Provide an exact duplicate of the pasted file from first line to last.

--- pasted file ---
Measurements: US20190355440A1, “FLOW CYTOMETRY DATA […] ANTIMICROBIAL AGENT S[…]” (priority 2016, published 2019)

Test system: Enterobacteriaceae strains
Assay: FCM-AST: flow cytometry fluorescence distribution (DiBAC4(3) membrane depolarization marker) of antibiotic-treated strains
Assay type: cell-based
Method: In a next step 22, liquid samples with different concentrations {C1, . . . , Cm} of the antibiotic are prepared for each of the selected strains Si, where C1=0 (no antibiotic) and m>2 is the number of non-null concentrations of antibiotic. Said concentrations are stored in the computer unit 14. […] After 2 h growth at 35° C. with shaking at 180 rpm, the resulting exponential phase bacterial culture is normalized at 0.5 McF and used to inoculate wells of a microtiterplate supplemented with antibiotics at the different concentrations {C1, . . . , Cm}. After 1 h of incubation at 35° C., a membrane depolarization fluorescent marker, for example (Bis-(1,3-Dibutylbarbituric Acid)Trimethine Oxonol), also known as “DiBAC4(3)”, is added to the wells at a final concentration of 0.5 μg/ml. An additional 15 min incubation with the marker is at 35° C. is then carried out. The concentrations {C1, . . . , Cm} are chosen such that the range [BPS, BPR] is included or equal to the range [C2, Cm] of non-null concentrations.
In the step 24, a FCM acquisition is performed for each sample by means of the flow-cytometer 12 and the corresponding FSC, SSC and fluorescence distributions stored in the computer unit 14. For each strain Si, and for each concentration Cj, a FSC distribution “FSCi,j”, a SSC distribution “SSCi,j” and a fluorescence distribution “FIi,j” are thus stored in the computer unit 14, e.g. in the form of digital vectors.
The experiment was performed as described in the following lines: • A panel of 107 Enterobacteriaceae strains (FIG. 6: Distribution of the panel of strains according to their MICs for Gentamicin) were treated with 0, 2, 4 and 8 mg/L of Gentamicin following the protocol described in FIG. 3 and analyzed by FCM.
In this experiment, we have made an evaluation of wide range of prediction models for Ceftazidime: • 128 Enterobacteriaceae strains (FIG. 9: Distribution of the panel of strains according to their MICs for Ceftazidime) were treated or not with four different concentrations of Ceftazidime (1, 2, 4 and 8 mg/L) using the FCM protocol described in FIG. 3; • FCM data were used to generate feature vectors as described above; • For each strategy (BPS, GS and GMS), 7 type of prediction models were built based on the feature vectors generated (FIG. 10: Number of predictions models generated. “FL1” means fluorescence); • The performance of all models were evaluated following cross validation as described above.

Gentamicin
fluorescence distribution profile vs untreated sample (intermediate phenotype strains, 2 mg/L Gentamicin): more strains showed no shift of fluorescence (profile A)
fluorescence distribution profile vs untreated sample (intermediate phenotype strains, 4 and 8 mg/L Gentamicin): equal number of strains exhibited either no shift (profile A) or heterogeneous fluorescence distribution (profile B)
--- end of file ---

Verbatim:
Measurements: US20190355440A1, “FLOW CYTOMETRY DATA […] ANTIMICROBIAL AGENT S[…]” (priority 2016, published 2019)

Test system: Enterobacteriaceae strains
Assay: FCM-AST: flow cytometry fluorescence distribution (DiBAC4(3) membrane depolarization marker) of antibiotic-treated strains
Assay type: cell-based
Method: In a next step 22, liquid samples with different concentrations {C1, . . . , Cm} of the antibiotic are prepared for each of the selected strains Si, where C1=0 (no antibiotic) and m>2 is the number of non-null concentrations of antibiotic. Said concentrations are stored in the computer unit 14. […] After 2 h growth at 35° C. with shaking at 180 rpm, the resulting exponential phase bacterial culture is normalized at 0.5 McF and used to inoculate wells of a microtiterplate supplemented with antibiotics at the different concentrations {C1, . . . , Cm}. After 1 h of incubation at 35° C., a membrane depolarization fluorescent marker, for example (Bis-(1,3-Dibutylbarbituric Acid)Trimethine Oxonol), also known as “DiBAC4(3)”, is added to the wells at a final concentration of 0.5 μg/ml. An additional 15 min incubation with the marker is at 35° C. is then carried out. The concentrations {C1, . . . , Cm} are chosen such that the range [BPS, BPR] is included or equal to the range [C2, Cm] of non-null concentrations.
In the step 24, a FCM acquisition is performed for each sample by means of the flow-cytometer 12 and the corresponding FSC, SSC and fluorescence distributions stored in the computer unit 14. For each strain Si, and for each concentration Cj, a FSC distribution “FSCi,j”, a SSC distribution “SSCi,j” and a fluorescence distribution “FIi,j” are thus stored in the computer unit 14, e.g. in the form of digital vectors.
The experiment was performed as described in the following lines: • A panel of 107 Enterobacteriaceae strains (FIG. 6: Distribution of the panel of strains according to their MICs for Gentamicin) were treated with 0, 2, 4 and 8 mg/L of Gentamicin following the protocol described in FIG. 3 and analyzed by FCM.
In this experiment, we have made an evaluation of wide range of prediction models for Ceftazidime: • 128 Enterobacteriaceae strains (FIG. 9: Distribution of the panel of strains according to their MICs for Ceftazidime) were treated or not with four different concentrations of Ceftazidime (1, 2, 4 and 8 mg/L) using the FCM protocol described in FIG. 3; • FCM data were used to generate feature vectors as described above; • For each strategy (BPS, GS and GMS), 7 type of prediction models were built based on the feature vectors generated (FIG. 10: Number of predictions models generated. “FL1” means fluorescence); • The performance of all models were evaluated following cross validation as described above.

Gentamicin
fluorescence distribution profile vs untreated sample (intermediate phenotype strains, 2 mg/L Gentamicin): more strains showed no shift of fluorescence (profile A)
fluorescence distribution profile vs untreated sample (intermediate phenotype strains, 4 and 8 mg/L Gentamicin): equal number of strains exhibited either no shift (profile A) or heterogeneous fluorescence distribution (profile B)